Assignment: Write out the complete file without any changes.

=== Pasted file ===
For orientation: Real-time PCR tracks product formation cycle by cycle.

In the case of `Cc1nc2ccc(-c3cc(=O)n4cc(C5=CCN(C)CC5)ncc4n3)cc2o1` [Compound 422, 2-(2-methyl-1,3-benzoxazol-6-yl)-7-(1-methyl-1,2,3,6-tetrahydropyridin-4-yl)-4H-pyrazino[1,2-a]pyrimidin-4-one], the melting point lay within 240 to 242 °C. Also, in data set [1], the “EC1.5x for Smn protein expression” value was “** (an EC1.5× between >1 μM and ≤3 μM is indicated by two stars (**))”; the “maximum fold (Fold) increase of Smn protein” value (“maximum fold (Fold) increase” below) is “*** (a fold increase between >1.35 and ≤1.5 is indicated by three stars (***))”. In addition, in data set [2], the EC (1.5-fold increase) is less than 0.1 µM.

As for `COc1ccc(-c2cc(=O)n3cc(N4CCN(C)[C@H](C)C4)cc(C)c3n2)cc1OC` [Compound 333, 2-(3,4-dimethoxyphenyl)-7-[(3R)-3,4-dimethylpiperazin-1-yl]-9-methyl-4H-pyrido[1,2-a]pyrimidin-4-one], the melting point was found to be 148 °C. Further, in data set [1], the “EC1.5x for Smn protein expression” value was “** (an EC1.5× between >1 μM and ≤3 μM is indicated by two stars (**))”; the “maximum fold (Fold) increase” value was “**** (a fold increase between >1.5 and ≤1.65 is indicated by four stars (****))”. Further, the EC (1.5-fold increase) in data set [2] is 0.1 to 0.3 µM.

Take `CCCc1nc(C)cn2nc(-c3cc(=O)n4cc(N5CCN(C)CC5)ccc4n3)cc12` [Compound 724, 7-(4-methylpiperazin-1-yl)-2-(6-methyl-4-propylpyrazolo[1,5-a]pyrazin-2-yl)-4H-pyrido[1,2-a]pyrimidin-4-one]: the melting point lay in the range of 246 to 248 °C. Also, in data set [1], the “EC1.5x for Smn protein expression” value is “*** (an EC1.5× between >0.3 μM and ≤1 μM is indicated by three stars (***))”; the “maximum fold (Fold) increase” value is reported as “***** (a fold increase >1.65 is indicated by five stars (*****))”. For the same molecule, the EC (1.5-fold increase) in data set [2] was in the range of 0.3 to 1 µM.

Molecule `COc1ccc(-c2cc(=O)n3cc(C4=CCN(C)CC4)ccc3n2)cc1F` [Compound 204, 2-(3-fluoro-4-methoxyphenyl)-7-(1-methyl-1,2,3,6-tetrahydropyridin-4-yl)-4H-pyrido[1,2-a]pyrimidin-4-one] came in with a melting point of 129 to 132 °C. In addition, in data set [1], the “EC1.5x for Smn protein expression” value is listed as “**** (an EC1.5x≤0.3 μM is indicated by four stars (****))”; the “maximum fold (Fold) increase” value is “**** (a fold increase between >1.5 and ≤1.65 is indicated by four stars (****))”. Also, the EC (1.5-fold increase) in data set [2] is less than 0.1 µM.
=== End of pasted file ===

For orientation: Real-time PCR tracks product formation cycle by cycle.

In the case of `Cc1nc2ccc(-c3cc(=O)n4cc(C5=CCN(C)CC5)ncc4n3)cc2o1` [Compound 422, 2-(2-methyl-1,3-benzoxazol-6-yl)-7-(1-methyl-1,2,3,6-tetrahydropyridin-4-yl)-4H-pyrazino[1,2-a]pyrimidin-4-one], the melting point lay within 240 to 242 °C. Also, in data set [1], the “EC1.5x for Smn protein expression” value was “** (an EC1.5× between >1 μM and ≤3 μM is indicated by two stars (**))”; the “maximum fold (Fold) increase of Smn protein” value (“maximum fold (Fold) increase” below) is “*** (a fold increase between >1.35 and ≤1.5 is indicated by three stars (***))”. In addition, in data set [2], the EC (1.5-fold increase) is less than 0.1 µM.

As for `COc1ccc(-c2cc(=O)n3cc(N4CCN(C)[C@H](C)C4)cc(C)c3n2)cc1OC` [Compound 333, 2-(3,4-dimethoxyphenyl)-7-[(3R)-3,4-dimethylpiperazin-1-yl]-9-methyl-4H-pyrido[1,2-a]pyrimidin-4-one], the melting point was found to be 148 °C. Further, in data set [1], the “EC1.5x for Smn protein expression” value was “** (an EC1.5× between >1 μM and ≤3 μM is indicated by two stars (**))”; the “maximum fold (Fold) increase” value was “**** (a fold increase between >1.5 and ≤1.65 is indicated by four stars (****))”. Further, the EC (1.5-fold increase) in data set [2] is 0.1 to 0.3 µM.

Take `CCCc1nc(C)cn2nc(-c3cc(=O)n4cc(N5CCN(C)CC5)ccc4n3)cc12` [Compound 724, 7-(4-methylpiperazin-1-yl)-2-(6-methyl-4-propylpyrazolo[1,5-a]pyrazin-2-yl)-4H-pyrido[1,2-a]pyrimidin-4-one]: the melting point lay in the range of 246 to 248 °C. Also, in data set [1], the “EC1.5x for Smn protein expression” value is “*** (an EC1.5× between >0.3 μM and ≤1 μM is indicated by three stars (***))”; the “maximum fold (Fold) increase” value is reported as “***** (a fold increase >1.65 is indicated by five stars (*****))”. For the same molecule, the EC (1.5-fold increase) in data set [2] was in the range of 0.3 to 1 µM.

Molecule `COc1ccc(-c2cc(=O)n3cc(C4=CCN(C)CC4)ccc3n2)cc1F` [Compound 204, 2-(3-fluoro-4-methoxyphenyl)-7-(1-methyl-1,2,3,6-tetrahydropyridin-4-yl)-4H-pyrido[1,2-a]pyrimidin-4-one] came in with a melting point of 129 to 132 °C. In addition, in data set [1], the “EC1.5x for Smn protein expression” value is listed as “**** (an EC1.5x≤0.3 μM is indicated by four stars (****))”; the “maximum fold (Fold) increase” value is “**** (a fold increase between >1.5 and ≤1.65 is indicated by four stars (****))”. Also, the EC (1.5-fold increase) in data set [2] is less than 0.1 µM.